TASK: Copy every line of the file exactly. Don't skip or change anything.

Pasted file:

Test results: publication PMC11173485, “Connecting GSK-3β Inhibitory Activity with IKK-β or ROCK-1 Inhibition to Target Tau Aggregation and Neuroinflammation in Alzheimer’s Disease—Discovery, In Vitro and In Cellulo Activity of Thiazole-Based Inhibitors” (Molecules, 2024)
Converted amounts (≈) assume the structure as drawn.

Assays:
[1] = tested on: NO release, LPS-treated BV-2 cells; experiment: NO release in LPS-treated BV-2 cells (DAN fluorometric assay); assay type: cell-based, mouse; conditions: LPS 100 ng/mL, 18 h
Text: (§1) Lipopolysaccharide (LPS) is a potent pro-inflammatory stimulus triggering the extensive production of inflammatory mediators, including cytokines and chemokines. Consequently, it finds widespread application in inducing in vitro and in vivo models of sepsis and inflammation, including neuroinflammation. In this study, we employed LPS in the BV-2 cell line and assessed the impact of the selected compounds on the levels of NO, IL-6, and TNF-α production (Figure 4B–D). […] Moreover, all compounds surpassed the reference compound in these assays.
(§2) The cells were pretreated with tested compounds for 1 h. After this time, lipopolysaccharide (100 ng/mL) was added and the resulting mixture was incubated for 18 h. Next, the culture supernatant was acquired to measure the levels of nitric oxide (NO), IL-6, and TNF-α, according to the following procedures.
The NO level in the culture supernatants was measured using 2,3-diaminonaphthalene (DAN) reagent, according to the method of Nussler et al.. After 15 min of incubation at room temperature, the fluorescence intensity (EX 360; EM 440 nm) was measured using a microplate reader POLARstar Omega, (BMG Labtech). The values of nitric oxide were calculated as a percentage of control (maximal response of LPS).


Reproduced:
Test results: publication PMC11173485, “Connecting GSK-3β Inhibitory Activity with IKK-β or ROCK-1 Inhibition to Target Tau Aggregation and Neuroinflammation in Alzheimer’s Disease—Discovery, In Vitro and In Cellulo Activity of Thiazole-Based Inhibitors” (Molecules, 2024)
Converted amounts (≈) assume the structure as drawn.

Assays:
[1] = tested on: NO release, LPS-treated BV-2 cells; experiment: NO release in LPS-treated BV-2 cells (DAN fluorometric assay); assay type: cell-based, mouse; conditions: LPS 100 ng/mL, 18 h
Text: (§1) Lipopolysaccharide (LPS) is a potent pro-inflammatory stimulus triggering the extensive production of inflammatory mediators, including cytokines and chemokines. Consequently, it finds widespread application in inducing in vitro and in vivo models of sepsis and inflammation, including neuroinflammation. In this study, we employed LPS in the BV-2 cell line and assessed the impact of the selected compounds on the levels of NO, IL-6, and TNF-α production (Figure 4B–D). […] Moreover, all compounds surpassed the reference compound in these assays.
(§2) The cells were pretreated with tested compounds for 1 h. After this time, lipopolysaccharide (100 ng/mL) was added and the resulting mixture was incubated for 18 h. Next, the culture supernatant was acquired to measure the levels of nitric oxide (NO), IL-6, and TNF-α, according to the following procedures.
The NO level in the culture supernatants was measured using 2,3-diaminonaphthalene (DAN) reagent, according to the method of Nussler et al.. After 15 min of incubation at room temperature, the fluorescence intensity (EX 360; EM 440 nm) was measured using a microplate reader POLARstar Omega, (BMG Labtech). The values of nitric oxide were calculated as a percentage of control (maximal response of LPS).